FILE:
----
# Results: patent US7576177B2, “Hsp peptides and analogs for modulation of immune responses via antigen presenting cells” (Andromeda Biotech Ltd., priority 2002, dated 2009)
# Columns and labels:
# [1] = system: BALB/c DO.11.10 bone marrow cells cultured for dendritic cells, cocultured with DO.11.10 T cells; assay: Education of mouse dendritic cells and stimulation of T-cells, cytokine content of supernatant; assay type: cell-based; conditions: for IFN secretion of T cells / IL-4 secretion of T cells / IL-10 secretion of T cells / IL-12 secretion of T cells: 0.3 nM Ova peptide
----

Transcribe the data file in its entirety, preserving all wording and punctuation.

# Results: patent US7576177B2, “Hsp peptides and analogs for modulation of immune responses via antigen presenting cells” (Andromeda Biotech Ltd., priority 2002, dated 2009)
# Columns and labels:
# [1] = system: BALB/c DO.11.10 bone marrow cells cultured for dendritic cells, cocultured with DO.11.10 T cells; assay: Education of mouse dendritic cells and stimulation of T-cells, cytokine content of supernatant; assay type: cell-based; conditions: for IFN secretion of T cells / IL-4 secretion of T cells / IL-10 secretion of T cells / IL-12 secretion of T cells: 0.3 nM Ova peptide